Print Story My never having finished Don Quixote is holding me back.
By gzt (Fri Mar 13, 2009 at 08:53:51 AM EST) gzt, cervantes, don quixote, don quijote, odyssey, auden (all tags)
I've gotten to the point in life where my never having finished Don Quixote is keeping me from my true potential as a human being. Which translation should I buy?

Right now I'm slowly picking off pages of Boswell, the works of Johnson, and The Anatomy of Melancholy. I'm also going through Auden's collected works a couple short poems at a time, with especial attention paid to The Mirror and the Sea. Also looking at The Tempest.

Maybe I should pick up Jacques the Fatalist, too. I think Kundera (who's making the news again) said that and Don Quixote were the two greatest novels. I got my annual bonus today. I already have all the other books I could need.

I should begin work for my exam in May. If I don't make it, I will be ruined. Seriously.

Wow: it's 12:43 and I've pretty much only done work. I worked through lunch, even, but there was a breakfast to celebrate something or other this morning, which cut an hour or so out of the working day. Um, I guess I should have lunch. Yesterday was much the same. I was about to get lunch at 12:45 and the Chief Something or Other Officer called and was all, "Dude, I need some numbers and your coworker wasn't there to field my call." And I was like, uhhh...... And at that moment somebody was all, "We're ordering lunch in," and I said, "Deal!" And got him the numbers.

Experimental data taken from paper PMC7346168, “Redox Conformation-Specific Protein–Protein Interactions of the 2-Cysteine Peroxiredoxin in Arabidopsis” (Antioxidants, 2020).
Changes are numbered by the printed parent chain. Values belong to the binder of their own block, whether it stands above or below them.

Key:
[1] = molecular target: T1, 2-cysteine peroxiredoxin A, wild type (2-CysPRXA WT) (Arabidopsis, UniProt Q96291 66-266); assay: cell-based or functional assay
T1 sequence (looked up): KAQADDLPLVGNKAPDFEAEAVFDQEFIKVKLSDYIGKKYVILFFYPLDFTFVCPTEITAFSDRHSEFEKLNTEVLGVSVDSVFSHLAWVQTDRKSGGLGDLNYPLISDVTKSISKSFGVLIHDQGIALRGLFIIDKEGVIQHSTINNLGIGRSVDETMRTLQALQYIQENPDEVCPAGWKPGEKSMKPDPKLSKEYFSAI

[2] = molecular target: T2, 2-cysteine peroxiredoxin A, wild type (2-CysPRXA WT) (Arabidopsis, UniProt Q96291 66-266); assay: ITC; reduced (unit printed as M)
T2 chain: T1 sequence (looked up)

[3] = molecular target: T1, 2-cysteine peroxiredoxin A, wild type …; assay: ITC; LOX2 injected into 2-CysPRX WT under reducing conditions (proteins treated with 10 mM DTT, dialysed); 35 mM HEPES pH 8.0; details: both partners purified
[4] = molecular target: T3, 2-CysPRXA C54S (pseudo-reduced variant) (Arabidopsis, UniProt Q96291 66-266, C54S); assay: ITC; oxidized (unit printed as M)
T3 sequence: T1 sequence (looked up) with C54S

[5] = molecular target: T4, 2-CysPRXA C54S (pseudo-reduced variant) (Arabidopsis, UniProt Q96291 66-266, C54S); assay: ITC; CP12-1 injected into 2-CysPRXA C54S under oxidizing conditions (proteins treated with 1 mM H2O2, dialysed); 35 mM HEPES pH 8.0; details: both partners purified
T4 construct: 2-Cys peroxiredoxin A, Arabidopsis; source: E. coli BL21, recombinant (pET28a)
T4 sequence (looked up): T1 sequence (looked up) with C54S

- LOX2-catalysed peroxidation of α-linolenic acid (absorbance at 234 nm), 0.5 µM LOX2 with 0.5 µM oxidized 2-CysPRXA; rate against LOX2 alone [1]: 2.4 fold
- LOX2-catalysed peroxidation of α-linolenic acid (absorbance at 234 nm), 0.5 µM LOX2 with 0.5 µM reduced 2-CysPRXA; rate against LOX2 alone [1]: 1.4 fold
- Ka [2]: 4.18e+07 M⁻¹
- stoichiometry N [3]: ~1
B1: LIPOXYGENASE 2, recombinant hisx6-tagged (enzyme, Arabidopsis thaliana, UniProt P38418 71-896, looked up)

I love The Odyssey. So much more than The Iliad. I think I was assigned the Odyssey twice in college and The Iliad once. The Mahaabhaarata, though, that's where it's at. Epic literature! Try it! Which makes me more ashamed for not having read Cervantes. It's not really an epic per se, but it has the same spirit. I'm not too ashamed for not having read Ulysses. I tried once and felt silly, because after like 90 pages I felt like the whole sum of my education has been to catch all the clever references in the text and I had just BEEN UNABLE TO TRANSLATE THE SANSKRIT WHICH I SPEAK BUT JOYCE CERTAINLY DID NOT. C'mon! Oh well. I enjoyed it a bit. I just didn't bother to pick it up again.

< Partial Vindication | Why does he have to do that thing with the thing again? >
My never having finished Don Quixote is holding me back. | 5 comments (5 topical, 0 hidden)
someone say Kundera? by BlueOregon (2.00 / 0) #1 Fri Mar 13, 2009 at 09:06:17 AM EST

What a tale of sadness.

In any case, speaking of Don Quixote, I'm not sure I'm being held back by not having finished it, but I have wanted to return to it for some time, where "some time" == "years and years." We read large chunks of it in my 10th grade Spanish class ages ago, but now my Spanish skills are minimal, and what I would really like is a side-by-side Spanish-and-English edition ... does such a beast exist?

I'm pretty sure I could find such a thing in Germany from Reclam, which specializes in reprinting the classics in formats that fit easily in your pocket, but I do not particularly want a Spanish-and-German version.